I have a 2-stroke petrol Stihl strimmer, even with the brush cutter tool I wouldn't bother using it, most of that bramble will have root systems that are 18 inches-3 feet apart, from the top it looks like impenetrable jungle, once you've cleared the edge and can see in, you will see what I mean.  I used the wolf-garten cultiweeder to drag some of the stuff towards me (cos I'm a lazy bugger and don't bend if I don't have to), bit expensive if you don't intend using it as a gardening implement afterwards, but really great for clearing up, as it's as strong as a rake, but has a shorter length, so easier to pull the stuff out - a rake must be at least 8 inches at the business end, so that's 8 inches of bramble and brushwood you have to fight.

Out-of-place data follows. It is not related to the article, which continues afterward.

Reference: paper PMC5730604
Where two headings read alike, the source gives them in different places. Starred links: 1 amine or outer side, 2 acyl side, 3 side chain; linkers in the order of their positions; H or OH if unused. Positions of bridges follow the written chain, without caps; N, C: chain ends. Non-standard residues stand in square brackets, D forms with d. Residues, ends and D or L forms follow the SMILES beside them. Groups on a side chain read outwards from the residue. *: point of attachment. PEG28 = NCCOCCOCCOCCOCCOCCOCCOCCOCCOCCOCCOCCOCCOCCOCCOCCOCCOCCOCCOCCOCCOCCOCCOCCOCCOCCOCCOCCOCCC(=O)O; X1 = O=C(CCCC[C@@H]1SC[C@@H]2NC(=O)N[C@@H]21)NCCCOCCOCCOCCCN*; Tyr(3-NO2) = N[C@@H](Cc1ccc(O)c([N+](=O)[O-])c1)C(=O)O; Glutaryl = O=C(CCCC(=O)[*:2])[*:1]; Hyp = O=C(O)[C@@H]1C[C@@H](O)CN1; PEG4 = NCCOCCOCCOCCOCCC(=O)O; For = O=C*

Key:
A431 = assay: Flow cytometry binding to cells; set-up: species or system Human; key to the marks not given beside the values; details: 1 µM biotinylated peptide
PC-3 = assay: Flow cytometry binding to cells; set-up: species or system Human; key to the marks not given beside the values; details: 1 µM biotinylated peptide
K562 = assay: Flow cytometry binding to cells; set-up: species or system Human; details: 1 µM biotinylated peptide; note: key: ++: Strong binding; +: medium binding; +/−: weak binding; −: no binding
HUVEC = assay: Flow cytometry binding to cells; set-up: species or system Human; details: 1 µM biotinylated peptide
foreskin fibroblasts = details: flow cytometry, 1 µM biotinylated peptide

Why do things the difficult way if you don't have to.  Sometimes the difficult way is using something with an engine or motor.

17/05/2014 at 16:00

What happened to your gardening Fat Tony?

17/05/2014 at 16:02

It would be good to know the outcome of some of the projects that pass through the forum

17/05/2014 at 16:34

 

I had to clear a 10m x 8m bramble patch in 1997. I  used a garden flame torch for what I called the mother ship parts. As the burning was done in several piles over a fortnight I had to wet the soil around the property boundary (as fire can travel under ground)'The roots were moist so didn't cause any problems - but they made a satisfying sizzle noise. You need to have access to water and a hose and, as I learnt the hard way, don't wear a fleece anywhere near a fire

 

17/05/2014 at 16:46

PS you don't need to buy a flame gun - we hired one. Means no chemicals in the soil but plenty of potash left in the ashes.

18/05/2014 at 08:29

Do you know any one who keeps outdoor pigs? They can clear an overgrown area quite fast as they grub up the roots and eat the weeds and also manure the area.

05/09/2014 at 09:17

Hi Fat Tony,

Well time has passed!.....How did you progress with mothers garden and for that matter your sylph like figure?  kindest regards.